The Five Column Tool is a resource that has been used to structure strengths-based conversations for many years. This versatile tool was pioneered in the 1990s by Di O’Neil, Wayne McCashen and others working at St Luke’s Anglicare (now part of Anglicare Victoria). It can be used to guide a conversation, record key information, name barriers to change, develop a constructive future picture and identify resources.
This simple tool can be used in a range of settings and with people experiencing different life challenges. While it can be done in the traditional ‘five column’ format, it can also be reconceived as a mind map or a collage (where people put images or photos in place of words in each of the columns). Or it could have four or six columns. You can also adjust the headings of each column to suit the needs and language of the person using the tool. (See image above for an example of how we used images from our Paperworks resource to design a unique Five Column Tool.)
Recently, we heard from a psychologist about how she used the Five Column Tool in two different settings – in a school and in her private practice.
As a school psychologist, she says she often works with students who feel stuck and unable to move forward.
‘I’ve used the Five Column Tool a few times to help students clarify their thinking about things. I recently had two boys who were procrastinating about issues that have been long term problems for them, but they never seemed to get to the point where they could clearly identify next steps.
‘Using the Five Column Tool, they were both surprised to find that they already had a number of resources at their disposal and strengths that they could use to help manage the issues. They were able to identify some clear next steps and went off more confident that they could affect change, and that this would actually make them feel less stressed and better about themselves.’
As a psychologist in private practice, she says she has also found the Five Column Tool, ‘very useful in a couple of quite different situations’.
Responding to feedback
Here, she describes how she used the tool with a manager working in a government department to talk about how he responded to feedback from colleagues.
‘I used the Five Column Tool with a manager in an IT section of the public service who had been experiencing ongoing stress whenever anyone suggested that there might be a problem with some part of his work. He was taking it very personally and then reacting to his staff and his managers in an unhelpful way.’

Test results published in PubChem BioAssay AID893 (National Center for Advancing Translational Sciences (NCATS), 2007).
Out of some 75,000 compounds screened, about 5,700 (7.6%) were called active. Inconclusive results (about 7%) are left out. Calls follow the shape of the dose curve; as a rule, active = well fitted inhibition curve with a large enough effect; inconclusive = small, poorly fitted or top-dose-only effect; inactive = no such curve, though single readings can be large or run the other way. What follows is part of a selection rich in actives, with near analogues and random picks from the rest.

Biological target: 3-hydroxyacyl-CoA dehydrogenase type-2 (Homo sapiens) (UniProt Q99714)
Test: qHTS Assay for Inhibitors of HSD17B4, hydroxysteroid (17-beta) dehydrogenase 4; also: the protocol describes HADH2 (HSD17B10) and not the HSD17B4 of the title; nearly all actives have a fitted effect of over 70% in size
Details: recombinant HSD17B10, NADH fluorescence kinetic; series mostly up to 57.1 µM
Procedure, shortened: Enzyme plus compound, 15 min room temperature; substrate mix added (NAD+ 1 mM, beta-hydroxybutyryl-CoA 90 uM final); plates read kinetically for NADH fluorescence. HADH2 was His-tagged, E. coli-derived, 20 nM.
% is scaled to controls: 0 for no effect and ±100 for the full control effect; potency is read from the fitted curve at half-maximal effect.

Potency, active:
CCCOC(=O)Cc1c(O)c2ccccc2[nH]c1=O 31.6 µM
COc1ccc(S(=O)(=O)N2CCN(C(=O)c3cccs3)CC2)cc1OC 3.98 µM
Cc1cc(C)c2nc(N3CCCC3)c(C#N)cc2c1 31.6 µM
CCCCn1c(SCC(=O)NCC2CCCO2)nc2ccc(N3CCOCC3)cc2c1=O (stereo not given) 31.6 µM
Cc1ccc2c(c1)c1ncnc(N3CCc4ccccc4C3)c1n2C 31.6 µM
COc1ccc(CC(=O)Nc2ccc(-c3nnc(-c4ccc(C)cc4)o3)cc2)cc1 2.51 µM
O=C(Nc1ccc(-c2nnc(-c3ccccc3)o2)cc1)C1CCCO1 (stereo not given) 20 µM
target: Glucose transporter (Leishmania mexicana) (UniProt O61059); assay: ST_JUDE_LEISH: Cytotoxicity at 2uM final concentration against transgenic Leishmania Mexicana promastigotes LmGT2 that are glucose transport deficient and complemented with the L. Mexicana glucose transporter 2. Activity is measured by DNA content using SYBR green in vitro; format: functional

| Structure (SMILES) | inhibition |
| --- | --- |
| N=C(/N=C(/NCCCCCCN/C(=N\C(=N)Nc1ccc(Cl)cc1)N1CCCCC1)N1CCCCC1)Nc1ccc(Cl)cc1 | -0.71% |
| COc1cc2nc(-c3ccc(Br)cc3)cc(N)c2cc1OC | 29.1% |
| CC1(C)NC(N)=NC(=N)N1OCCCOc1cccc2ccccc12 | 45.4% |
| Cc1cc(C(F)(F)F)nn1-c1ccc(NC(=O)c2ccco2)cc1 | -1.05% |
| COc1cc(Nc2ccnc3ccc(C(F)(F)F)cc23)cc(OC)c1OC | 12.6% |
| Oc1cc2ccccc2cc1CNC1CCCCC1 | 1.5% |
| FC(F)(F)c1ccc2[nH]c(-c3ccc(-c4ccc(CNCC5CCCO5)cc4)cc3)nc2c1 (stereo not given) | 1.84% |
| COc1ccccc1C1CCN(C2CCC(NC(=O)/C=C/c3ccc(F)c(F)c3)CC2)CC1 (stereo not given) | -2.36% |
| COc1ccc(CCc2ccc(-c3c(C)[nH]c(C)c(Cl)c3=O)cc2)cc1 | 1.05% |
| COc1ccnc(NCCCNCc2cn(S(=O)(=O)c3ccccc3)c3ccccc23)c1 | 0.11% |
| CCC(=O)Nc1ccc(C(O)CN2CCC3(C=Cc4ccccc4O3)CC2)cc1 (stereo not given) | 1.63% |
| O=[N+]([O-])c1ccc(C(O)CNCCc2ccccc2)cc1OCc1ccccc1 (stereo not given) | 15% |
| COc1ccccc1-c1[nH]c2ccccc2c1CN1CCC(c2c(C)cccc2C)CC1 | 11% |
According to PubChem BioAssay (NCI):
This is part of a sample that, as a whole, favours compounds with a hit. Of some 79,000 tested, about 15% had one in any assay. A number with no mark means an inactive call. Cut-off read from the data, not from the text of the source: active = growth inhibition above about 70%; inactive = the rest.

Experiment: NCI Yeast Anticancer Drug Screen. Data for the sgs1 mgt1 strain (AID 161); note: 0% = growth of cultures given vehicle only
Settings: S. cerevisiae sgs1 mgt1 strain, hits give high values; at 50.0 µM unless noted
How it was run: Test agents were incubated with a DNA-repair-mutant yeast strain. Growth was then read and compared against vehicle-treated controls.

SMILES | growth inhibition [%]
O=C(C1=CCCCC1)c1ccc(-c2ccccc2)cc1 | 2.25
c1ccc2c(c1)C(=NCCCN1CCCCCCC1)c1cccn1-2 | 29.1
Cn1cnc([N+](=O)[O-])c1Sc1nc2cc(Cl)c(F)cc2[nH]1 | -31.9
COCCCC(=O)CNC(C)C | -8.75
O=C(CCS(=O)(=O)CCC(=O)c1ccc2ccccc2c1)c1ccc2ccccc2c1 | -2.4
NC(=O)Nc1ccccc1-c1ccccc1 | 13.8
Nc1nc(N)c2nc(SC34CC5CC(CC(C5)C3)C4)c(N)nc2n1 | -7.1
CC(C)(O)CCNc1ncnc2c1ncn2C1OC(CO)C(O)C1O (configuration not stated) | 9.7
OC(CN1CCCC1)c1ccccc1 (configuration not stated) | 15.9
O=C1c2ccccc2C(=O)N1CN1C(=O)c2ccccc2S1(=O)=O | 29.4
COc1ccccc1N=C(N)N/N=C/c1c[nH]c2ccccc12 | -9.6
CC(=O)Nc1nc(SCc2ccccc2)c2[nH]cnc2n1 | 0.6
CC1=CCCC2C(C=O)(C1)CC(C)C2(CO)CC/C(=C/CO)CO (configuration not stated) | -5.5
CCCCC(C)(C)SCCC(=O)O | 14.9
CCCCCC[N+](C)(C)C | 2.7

She notes that the tool supported him to become aware of the different ways he responded to feedback in different situations.
‘The process was very illuminating for him because he realised that when a colleague reacted the same way (as he had been reacting) with his team, he thought the reaction was extreme.
‘He noticed, as we moved through the columns, that when he wasn’t directly involved he could be very objective about the problem and could find creative solutions, but when he was directly involved and felt that people were judging him for making a mistake, he reacted badly.’
She then used the tool to open a discussion about how he might be able to respond to feedback differently.
We talked about the fact that in a previous workplace, his boss often said that everyone makes mistakes. His boss believed that making mistakes was how people learned and it was no one’s fault – my client had found that very liberating.
He decided that he would to talk to his old boss to gets some tips about dealing with feedback. He would then introduce this approach at his current workplace and within his team. He left feeling empowered and confident that he had the skills and strengths needed to deal with new situations in a more positive way.’
St Luke’s Innovative Resources offers a short online course for people wanting to know more about the Five Column Tool. The course includes a brief introduction to strengths-based practice, a couple of Five Column Tool templates and practical tips for implementing the tool immediately in your work with others, or in your own life.